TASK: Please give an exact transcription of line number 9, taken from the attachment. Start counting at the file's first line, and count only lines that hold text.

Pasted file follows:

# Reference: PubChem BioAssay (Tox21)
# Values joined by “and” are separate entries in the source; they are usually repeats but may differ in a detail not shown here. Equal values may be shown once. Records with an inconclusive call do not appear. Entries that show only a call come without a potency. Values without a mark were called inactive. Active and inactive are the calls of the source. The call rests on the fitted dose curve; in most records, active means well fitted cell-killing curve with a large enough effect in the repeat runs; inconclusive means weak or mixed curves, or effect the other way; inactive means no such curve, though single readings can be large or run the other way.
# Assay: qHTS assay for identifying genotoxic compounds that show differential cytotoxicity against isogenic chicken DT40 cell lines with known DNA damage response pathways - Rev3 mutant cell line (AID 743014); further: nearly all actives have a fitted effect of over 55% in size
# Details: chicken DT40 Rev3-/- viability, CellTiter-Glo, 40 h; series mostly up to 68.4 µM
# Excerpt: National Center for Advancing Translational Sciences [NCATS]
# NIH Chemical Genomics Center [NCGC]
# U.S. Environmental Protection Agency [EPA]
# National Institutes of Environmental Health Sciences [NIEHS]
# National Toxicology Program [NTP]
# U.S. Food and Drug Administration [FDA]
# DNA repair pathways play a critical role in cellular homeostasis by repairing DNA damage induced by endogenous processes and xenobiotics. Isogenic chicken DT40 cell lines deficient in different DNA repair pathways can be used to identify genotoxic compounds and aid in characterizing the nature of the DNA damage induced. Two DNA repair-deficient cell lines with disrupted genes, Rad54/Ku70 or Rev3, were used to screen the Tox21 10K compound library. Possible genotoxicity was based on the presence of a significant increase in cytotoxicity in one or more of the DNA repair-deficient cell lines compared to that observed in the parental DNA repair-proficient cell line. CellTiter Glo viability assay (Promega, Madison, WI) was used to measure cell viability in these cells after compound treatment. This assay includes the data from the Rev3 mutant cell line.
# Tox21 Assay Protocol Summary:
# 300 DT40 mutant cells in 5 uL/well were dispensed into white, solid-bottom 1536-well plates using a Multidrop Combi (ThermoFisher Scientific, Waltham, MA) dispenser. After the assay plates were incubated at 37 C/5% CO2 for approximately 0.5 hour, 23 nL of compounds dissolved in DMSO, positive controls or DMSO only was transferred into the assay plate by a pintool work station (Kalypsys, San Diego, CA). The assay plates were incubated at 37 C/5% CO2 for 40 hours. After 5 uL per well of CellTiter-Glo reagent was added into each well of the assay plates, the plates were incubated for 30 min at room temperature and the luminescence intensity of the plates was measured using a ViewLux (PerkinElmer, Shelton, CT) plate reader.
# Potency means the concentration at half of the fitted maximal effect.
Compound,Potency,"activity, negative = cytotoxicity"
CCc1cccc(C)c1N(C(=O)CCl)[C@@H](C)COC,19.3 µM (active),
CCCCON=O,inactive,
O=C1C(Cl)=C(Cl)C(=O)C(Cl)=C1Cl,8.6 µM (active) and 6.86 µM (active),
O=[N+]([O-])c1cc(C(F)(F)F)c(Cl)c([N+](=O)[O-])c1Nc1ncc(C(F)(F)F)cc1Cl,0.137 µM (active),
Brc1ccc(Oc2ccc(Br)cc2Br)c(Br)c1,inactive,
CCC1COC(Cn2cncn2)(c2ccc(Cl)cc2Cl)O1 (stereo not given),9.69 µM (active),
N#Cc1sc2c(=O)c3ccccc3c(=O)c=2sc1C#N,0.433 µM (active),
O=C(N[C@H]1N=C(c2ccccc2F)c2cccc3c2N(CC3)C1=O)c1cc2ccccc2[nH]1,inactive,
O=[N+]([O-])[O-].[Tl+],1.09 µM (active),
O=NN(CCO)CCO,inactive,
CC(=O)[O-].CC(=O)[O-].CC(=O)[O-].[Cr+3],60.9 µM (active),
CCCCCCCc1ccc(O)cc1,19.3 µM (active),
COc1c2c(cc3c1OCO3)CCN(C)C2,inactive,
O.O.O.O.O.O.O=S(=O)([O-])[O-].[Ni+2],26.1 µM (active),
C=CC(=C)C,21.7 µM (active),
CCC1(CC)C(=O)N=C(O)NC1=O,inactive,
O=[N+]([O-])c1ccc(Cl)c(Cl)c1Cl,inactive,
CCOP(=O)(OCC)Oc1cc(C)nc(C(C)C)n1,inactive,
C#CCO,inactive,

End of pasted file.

# National Toxicology Program [NTP]